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John Flesher, Associated Press
In this May 7, 2014 photo is an abandoned mining structure near Calumet, Mich. A way of life dating back more than a century appeared over in Michigan’s Upper Peninsula when the last copper mine closed in 1995. In the past few years, at least six open-pit or underground mines have been proposed or started in Michigan, Minnesota and Wisconsin, the first such ventures in decades.

WHITE PINE, Mich. — A mining industry that's been in serious decline for decades in the Upper Midwest is poised for a comeback.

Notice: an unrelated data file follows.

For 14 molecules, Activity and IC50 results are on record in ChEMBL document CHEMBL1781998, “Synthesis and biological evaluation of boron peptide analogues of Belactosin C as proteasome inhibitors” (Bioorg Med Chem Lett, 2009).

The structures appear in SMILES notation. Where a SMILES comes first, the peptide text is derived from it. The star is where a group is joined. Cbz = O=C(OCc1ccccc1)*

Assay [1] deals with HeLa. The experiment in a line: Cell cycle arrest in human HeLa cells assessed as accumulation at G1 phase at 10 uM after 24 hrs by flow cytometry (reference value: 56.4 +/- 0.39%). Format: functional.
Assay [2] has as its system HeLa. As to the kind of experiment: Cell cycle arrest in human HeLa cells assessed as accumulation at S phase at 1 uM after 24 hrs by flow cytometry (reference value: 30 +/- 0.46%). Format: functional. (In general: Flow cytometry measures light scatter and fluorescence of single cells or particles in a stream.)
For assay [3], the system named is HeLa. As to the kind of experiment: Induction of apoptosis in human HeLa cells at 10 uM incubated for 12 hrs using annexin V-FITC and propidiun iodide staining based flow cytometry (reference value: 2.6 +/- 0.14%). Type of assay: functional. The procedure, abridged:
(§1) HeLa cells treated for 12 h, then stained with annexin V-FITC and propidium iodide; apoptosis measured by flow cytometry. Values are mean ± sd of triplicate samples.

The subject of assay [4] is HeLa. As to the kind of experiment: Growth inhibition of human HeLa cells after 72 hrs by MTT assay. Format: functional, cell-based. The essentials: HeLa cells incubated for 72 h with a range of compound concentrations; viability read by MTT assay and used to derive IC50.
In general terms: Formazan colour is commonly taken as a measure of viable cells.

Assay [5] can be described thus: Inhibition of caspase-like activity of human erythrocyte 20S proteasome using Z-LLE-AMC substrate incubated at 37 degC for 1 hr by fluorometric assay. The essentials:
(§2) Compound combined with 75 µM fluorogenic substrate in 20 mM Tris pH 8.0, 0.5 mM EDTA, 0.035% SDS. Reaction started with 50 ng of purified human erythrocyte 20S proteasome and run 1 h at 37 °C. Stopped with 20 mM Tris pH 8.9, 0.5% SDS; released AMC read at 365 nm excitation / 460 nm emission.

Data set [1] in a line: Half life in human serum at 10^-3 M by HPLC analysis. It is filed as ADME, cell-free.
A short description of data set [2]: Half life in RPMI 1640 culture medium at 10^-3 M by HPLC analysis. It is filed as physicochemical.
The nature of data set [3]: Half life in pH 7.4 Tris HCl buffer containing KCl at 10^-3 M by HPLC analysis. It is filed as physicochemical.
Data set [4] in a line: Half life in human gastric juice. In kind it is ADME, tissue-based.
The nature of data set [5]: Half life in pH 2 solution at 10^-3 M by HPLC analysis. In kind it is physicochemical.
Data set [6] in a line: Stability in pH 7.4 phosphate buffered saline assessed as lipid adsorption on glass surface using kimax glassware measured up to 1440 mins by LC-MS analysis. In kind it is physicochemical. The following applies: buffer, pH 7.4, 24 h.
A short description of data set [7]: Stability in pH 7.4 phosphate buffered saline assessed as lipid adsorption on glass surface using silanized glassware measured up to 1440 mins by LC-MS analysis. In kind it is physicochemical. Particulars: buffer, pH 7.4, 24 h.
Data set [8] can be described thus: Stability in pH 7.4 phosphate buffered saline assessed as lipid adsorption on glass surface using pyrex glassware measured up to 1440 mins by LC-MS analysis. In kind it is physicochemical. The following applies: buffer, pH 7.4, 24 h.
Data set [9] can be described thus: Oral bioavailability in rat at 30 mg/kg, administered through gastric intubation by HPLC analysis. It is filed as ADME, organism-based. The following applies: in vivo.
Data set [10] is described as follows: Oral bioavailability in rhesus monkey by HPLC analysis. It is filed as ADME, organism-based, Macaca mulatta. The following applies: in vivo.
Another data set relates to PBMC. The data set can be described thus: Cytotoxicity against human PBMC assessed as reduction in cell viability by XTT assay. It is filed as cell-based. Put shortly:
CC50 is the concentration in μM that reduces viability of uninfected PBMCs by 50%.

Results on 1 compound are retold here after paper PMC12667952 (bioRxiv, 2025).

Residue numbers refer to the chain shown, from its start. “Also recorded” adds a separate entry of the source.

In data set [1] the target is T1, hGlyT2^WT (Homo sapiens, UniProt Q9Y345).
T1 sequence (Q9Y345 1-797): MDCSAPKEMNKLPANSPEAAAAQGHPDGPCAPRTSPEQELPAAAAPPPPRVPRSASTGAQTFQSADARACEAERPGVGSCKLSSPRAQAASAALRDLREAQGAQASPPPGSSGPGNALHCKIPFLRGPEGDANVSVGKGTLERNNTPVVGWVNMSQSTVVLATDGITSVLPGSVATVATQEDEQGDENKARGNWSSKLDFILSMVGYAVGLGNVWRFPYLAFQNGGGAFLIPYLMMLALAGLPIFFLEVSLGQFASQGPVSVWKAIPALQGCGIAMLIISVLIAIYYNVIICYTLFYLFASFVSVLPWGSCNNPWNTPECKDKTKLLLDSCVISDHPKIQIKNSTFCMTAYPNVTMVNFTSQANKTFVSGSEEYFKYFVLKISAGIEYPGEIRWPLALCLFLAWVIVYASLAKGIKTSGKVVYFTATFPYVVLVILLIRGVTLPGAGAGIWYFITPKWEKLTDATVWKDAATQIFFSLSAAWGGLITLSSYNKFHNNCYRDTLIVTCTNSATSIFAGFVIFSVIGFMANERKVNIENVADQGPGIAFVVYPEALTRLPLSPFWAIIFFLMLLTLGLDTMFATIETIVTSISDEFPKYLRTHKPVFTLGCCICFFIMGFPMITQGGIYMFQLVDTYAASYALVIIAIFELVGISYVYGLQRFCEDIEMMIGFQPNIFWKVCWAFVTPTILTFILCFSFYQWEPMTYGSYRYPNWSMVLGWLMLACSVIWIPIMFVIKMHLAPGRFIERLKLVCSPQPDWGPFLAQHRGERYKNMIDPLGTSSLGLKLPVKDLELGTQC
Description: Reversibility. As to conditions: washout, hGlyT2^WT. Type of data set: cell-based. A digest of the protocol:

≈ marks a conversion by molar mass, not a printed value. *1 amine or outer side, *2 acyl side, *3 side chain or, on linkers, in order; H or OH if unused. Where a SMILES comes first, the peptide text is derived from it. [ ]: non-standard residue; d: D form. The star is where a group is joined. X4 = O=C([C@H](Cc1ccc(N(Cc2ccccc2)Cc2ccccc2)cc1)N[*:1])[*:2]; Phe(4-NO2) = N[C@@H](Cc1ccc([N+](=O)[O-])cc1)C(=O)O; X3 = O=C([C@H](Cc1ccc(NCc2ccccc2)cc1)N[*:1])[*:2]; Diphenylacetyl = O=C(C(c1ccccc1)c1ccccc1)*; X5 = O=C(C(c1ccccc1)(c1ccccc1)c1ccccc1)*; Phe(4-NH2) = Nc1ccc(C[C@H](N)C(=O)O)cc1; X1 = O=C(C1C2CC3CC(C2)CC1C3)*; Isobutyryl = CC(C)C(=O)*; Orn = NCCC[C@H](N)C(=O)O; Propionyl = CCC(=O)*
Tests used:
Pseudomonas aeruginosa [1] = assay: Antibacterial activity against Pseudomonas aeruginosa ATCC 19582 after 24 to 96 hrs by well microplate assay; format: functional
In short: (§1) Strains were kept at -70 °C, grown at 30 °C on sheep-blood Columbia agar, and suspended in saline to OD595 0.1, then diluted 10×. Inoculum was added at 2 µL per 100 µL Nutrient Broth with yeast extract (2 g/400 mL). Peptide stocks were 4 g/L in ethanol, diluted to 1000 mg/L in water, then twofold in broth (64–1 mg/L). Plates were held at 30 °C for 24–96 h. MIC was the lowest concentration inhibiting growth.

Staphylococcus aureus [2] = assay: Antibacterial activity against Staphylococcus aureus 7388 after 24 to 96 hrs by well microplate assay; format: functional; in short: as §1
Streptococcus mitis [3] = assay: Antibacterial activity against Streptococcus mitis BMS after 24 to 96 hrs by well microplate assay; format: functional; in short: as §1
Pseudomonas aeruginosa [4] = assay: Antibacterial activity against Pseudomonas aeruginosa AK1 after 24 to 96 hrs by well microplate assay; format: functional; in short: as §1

Mining for iron ore and copper was an economic pillar in Michigan, Minnesota and Wisconsin a century and more ago. But it fell onto hard times as production shifted elsewhere and prices declined.

Now, rising demand in the U.S. and China has spurred more exploration. At least six open-pit or underground metal mines have been proposed or started in the three states.

No one expects a return to the industry's heyday, but the new mines could provide an economic boost in rural areas hungry for jobs.

Some worry about the industry's boom-and-bust history and environmental damages. Companies say they've learned from past mistakes and will leave a smaller footprint.